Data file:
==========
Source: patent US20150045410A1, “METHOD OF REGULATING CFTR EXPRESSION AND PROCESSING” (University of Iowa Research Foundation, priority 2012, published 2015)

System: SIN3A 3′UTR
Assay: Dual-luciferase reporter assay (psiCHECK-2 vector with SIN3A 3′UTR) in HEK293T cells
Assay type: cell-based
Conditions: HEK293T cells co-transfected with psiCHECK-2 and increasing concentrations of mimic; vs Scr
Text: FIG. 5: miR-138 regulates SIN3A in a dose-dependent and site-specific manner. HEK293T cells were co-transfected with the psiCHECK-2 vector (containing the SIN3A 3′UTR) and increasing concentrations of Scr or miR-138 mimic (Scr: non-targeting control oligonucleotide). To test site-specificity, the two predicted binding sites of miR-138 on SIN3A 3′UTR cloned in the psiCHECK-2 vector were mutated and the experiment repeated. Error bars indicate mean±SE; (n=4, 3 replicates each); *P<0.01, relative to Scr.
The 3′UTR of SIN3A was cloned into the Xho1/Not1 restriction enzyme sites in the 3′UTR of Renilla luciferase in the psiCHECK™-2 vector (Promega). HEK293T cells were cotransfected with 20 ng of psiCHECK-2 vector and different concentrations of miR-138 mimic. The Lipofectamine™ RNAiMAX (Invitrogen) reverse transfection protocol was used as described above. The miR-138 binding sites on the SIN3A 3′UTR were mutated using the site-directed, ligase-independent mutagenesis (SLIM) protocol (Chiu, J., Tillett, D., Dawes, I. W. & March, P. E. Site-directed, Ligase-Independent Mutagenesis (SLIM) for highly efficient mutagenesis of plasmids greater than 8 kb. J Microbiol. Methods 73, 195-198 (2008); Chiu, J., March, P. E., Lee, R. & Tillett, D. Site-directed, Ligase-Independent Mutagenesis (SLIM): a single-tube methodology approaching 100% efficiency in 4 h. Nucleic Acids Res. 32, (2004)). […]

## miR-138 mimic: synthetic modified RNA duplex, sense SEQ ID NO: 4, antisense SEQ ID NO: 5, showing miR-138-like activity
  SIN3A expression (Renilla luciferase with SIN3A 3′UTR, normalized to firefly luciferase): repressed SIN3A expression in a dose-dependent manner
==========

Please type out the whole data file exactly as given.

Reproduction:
Source: patent US20150045410A1, “METHOD OF REGULATING CFTR EXPRESSION AND PROCESSING” (University of Iowa Research Foundation, priority 2012, published 2015)

System: SIN3A 3′UTR
Assay: Dual-luciferase reporter assay (psiCHECK-2 vector with SIN3A 3′UTR) in HEK293T cells
Assay type: cell-based
Conditions: HEK293T cells co-transfected with psiCHECK-2 and increasing concentrations of mimic; vs Scr
Text: FIG. 5: miR-138 regulates SIN3A in a dose-dependent and site-specific manner. HEK293T cells were co-transfected with the psiCHECK-2 vector (containing the SIN3A 3′UTR) and increasing concentrations of Scr or miR-138 mimic (Scr: non-targeting control oligonucleotide). To test site-specificity, the two predicted binding sites of miR-138 on SIN3A 3′UTR cloned in the psiCHECK-2 vector were mutated and the experiment repeated. Error bars indicate mean±SE; (n=4, 3 replicates each); *P<0.01, relative to Scr.
The 3′UTR of SIN3A was cloned into the Xho1/Not1 restriction enzyme sites in the 3′UTR of Renilla luciferase in the psiCHECK™-2 vector (Promega). HEK293T cells were cotransfected with 20 ng of psiCHECK-2 vector and different concentrations of miR-138 mimic. The Lipofectamine™ RNAiMAX (Invitrogen) reverse transfection protocol was used as described above. The miR-138 binding sites on the SIN3A 3′UTR were mutated using the site-directed, ligase-independent mutagenesis (SLIM) protocol (Chiu, J., Tillett, D., Dawes, I. W. & March, P. E. Site-directed, Ligase-Independent Mutagenesis (SLIM) for highly efficient mutagenesis of plasmids greater than 8 kb. J Microbiol. Methods 73, 195-198 (2008); Chiu, J., March, P. E., Lee, R. & Tillett, D. Site-directed, Ligase-Independent Mutagenesis (SLIM): a single-tube methodology approaching 100% efficiency in 4 h. Nucleic Acids Res. 32, (2004)). […]

## miR-138 mimic: synthetic modified RNA duplex, sense SEQ ID NO: 4, antisense SEQ ID NO: 5, showing miR-138-like activity
  SIN3A expression (Renilla luciferase with SIN3A 3′UTR, normalized to firefly luciferase): repressed SIN3A expression in a dose-dependent manner